Many of us were introduced a few weeks ago to Amanda Gorman. You may recall that Ms. Gorman is the 23-year-old hopeful young poet who spoke at the inauguration of President Biden a few weeks ago. With her bright yellow coat, Ms. Gorman stood strong and embodied the good news of her words titled, “The Hill We Climb.” I love how her poem opened with a question, “We ask ourselves, where can we find light in this never-ending shade?” 

Ms. Gorman’s opening question is an important question for all of us to ponder. When we think of our nation struggling in the shadows of a pandemic, racial unrest and deep political and social divisions, we may all feel the need to look and search for goodness, hope and “a little light” in what seems to be a “never-ending shade”. Whether we voted for President Biden or President Trump, whether we agree or disagree with policies of Congress, or decisions passed by the courts; as citizens, we all get to live together in the same country and community.

As I think of the poem from Ms. Gorman, I give thanks for this young woman who courageously invited all of us as a people to pause and think deeply about this all important question, “Where can we find light?” 

Her question reminds me of the message of light that weaves its way through the pages of scripture from Genesis to Revelation. When we think of our God we remember that in creation God spoke light into existence saying, “Let there be light, and God saw that the light was good and God separated the light from the darkness” (Genesis 1:3). In the Psalms we read of King David who sang, “The Lord is my Light and my salvation whom shall I fear?” (Psalm 27: 1).  In the Gospels we read of Jesus who spoke and blessed humble Galileans saying, “You are the light of the world...let your light shine” (Matthew 5: 14-16).  In Revelation we find that throughout eternity there will be no more darkness, “for the Lord God will give them light.” (Revelations 22: 6).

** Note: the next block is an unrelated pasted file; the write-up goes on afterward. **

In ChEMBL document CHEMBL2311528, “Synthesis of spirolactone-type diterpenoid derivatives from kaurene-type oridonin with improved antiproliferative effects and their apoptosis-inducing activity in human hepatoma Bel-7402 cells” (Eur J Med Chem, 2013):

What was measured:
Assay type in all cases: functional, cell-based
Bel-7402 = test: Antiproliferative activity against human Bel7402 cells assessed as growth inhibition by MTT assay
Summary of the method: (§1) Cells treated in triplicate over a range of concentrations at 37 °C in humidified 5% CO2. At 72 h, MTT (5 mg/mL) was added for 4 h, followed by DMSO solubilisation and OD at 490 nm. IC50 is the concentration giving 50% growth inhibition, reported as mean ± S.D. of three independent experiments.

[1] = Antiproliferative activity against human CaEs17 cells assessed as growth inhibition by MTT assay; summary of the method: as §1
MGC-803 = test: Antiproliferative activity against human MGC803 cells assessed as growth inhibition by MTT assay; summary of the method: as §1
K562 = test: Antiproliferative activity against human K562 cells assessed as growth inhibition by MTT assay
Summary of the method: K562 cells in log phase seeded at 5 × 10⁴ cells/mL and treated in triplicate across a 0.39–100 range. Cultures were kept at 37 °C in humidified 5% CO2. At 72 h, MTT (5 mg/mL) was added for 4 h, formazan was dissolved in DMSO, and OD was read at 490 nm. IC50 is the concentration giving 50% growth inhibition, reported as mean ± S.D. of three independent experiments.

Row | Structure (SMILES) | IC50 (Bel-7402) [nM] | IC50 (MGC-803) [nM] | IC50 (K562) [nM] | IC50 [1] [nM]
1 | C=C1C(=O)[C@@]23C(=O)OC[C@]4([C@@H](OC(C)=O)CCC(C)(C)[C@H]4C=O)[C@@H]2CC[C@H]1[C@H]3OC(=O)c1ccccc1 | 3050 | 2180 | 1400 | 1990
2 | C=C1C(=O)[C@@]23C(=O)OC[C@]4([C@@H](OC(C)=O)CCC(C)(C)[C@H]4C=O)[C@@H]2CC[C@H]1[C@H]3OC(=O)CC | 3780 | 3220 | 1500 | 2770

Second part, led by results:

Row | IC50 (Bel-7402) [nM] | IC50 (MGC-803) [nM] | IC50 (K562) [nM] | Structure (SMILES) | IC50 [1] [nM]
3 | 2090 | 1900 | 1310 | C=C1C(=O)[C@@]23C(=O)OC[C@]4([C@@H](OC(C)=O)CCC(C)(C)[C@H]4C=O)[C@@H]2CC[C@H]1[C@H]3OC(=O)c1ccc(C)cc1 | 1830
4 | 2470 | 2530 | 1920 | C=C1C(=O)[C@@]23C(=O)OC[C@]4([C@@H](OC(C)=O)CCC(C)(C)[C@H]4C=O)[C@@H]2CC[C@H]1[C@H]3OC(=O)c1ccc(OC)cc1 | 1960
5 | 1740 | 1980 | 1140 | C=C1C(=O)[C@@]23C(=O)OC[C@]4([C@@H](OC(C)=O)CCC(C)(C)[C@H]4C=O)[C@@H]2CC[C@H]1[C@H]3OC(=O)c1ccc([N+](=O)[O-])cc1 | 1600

Our scriptures point us again and again to the truth that God is the source of all goodness, love, and light. According to our holy texts, we human beings cannot generate love and light without the grace of God. According to our scripture, God’s light requires a certain amount of curiosity, humility, and openness to the truth and that no one can manufacture light, life, and love on their own. As the brother of Jesus shared in his writings to the early church, “Every good and perfect gift is from above, coming down from the Father of lights from whom there is no variation or shifting shadow” (James 1:17).

So, turning back to Amanda Gorman’s questions, “Where can we find light?” Where do you seek light? Where do you turn for energy and hope?

I think of these upcoming colder days of February as we all long for normalcy and hope for the darkness of division, anger, and this pandemic to dissipate and vanish. I pray that in our longing for light we will all take time to turn from the ease of divisive rhetoric and humbly lift our eyes and our lives to the creator and source of light.  The one who calls us to reflect God’s grace and light. 

“For there is always light,

if only we’re brave enough to see it,

if only we’re brave enough to be it.”


Dr. Cory Smith is the Senior Minister of Auburn United Methodist Church. He is a graduate of the University of Southern Mississippi, The Candler School of Theology at Emory University and Columbia Theological Seminary in Decatur, Georgia. 

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